In 2009, California ramped up its DNA collection operation, requiring samples from every person arrested on suspicion of a felony. Between 2009 and 2017, the state took DNA samples from more than 750,000 people who were never convicted of a felony. Those samples were submitted to the Combined DNA Index System (CODIS), a database used by law enforcement across the nation.
Innocent people (and those ultimately convicted of misdemeanors) hoping to get their sample removed from the database, must go through an official expungement process. But only a tiny fraction of those eligible for relief actually have their DNA expunged from the system. Of the more than 750,000 eligible people, only 1,282 had their DNA and profile in the national database erased.
This far-reaching system violates the state Constitution’s privacy rights and protection against unreasonable searches and seizures, according to a lawsuit brought by the Electronic Frontier Foundation (EFF) and the Law Office of Michael T. Risher. EFF and Risher are representing three plaintiffs: the Equal Justice Society (EJS), the Center for Genetics and Society (CGS), and a man named Pete Shanks, who is an expert on DNA and DNA databases and works as a consultant and writer for CGS.
“One-third of people arrested for felonies in California are never convicted,” said Marcy Darnovsky, CGS’s executive director. “The government has no legitimate interest in retaining DNA samples and profiles from people who have no felony convictions, and it’s unconstitutional for the state to hold on to such sensitive material without any finding of guilt.”
The lawsuit suggests that so few people have completed the expungement process because many either do not now that the state has kept their DNA, or they are not aware of their right to have their DNA expunged because the state is not required to inform them of this right. Others may have been discouraged by the complex series of steps required to complete the expungement process.
According to the lawsuit, keeping the DNA of innocent Californians in CODIS leaves them vulnerable to wrongfully becoming a suspect in a criminal case. DNA forensic evidence is not foolproof. While new DNA evidence often leads to the exoneration of people wrongfully convicted of crimes, tainted samples, mix-ups in the lab, and other errors can implicate innocent people, too.
“The overexpansion of the CODIS database and California’s failure to promptly expunge profiles of innocent arrestees exploits and reinforces systemic racial and socio-economic biases,” said EJS’s interim legal director, Lisa Holder. “We want the court to recognize that California’s DNA collection and retention practices are unfairly putting already vulnerable poor communities and people of color at even greater risk of racial profiling and law enforcement abuse.”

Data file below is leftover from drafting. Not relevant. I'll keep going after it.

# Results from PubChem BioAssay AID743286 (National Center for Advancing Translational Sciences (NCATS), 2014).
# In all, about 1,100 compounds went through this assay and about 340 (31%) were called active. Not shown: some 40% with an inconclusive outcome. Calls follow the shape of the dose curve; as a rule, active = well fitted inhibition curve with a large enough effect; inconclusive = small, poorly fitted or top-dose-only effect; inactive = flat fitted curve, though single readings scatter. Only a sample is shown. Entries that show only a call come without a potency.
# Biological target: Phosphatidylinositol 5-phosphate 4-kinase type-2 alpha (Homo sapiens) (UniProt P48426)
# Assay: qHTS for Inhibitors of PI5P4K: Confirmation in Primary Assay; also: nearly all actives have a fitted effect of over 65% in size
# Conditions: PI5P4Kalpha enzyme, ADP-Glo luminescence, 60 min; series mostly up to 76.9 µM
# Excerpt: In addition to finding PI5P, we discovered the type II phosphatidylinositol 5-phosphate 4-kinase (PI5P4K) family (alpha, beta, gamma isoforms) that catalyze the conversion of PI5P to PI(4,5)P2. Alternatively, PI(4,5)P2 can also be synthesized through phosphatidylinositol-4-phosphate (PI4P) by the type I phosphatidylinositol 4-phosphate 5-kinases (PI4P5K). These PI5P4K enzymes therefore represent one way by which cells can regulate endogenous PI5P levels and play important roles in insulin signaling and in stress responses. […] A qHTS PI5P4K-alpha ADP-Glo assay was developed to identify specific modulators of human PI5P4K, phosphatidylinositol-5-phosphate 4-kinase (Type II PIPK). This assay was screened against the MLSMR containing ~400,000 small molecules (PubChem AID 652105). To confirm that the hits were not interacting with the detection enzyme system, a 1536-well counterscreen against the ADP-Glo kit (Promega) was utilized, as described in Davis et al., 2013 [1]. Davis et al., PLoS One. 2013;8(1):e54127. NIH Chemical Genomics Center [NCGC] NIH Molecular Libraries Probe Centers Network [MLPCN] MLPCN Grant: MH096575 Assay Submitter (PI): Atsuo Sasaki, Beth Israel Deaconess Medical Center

Earlier this year, the California Supreme Court overruled a lower court’s decision that the state was in breach of its constitution by seizing the DNA of all felony arrestees prior to any conviction. At the center of the case, People v. Buza, was Mark Buza, a man convicted of a misdemeanor for refusing to provide a DNA specimen when he was arrested on suspicion of arson.
The CA Supremes upheld the state’s DNA law.
California’s system is not the only DNA collection and retention operation that has come under fire and attracted media attention recently.
Embattled (and soon ousted) Orange County District Attorney Tony Rackauckas has run his own DNA testing program and built a controversial DNA database exclusive to the DA’s Office. This database, like California’s, is packed with the DNA of innocent people. Rackauckas takes his program a step farther, however, netting the DNA of people accused of misdemeanors in the OC.
Over the past 11 years, Rauckauckas’s unprecedented database filled with the DNA of 176,000 individuals suspected of non-serious misdemeanors through a “spit and acquit” strategy, which offered people freedom from any jail time in exchange for paying a $75 fee and giving a cheek swab, the OC Register reports. Like at the state-level, expungement has proven rare and difficult to achieve.
The controversial private lab (costing the county $1 million per year) and database now face possible extinction as Rackauckas’s bitter rival and successor, Todd Spitzer, prepares to take over as the county’s new top prosecutor. “I plan to bring in experts to advise me,” Spitzer told the Register. “I am not convinced the D.A. needs its own crime lab … I’m incredibly concerned that they are misusing the DNA lab to get convictions.”
The LA Times editorial board is aghast that Spitzer would even consider keeping the system in place which uses “DNA as a ransom,” and creates incredible conflicts of interest.
“No other district attorney in the nation keeps an essentially private database of this sort, and for good reason,” the editorial board writes.
“Everywhere else, DNA samples are collected by law enforcement and analyzed by labs that operate independently of the prosecutor’s office, to avoid conflicts of interest. The prosecutor who is trying to convict a defendant shouldn’t also run the lab and employ the experts who study the evidence and testify in court that one sample matches another.”
Spitzer, write the Times’ editors, should “scuttle” the system entirely.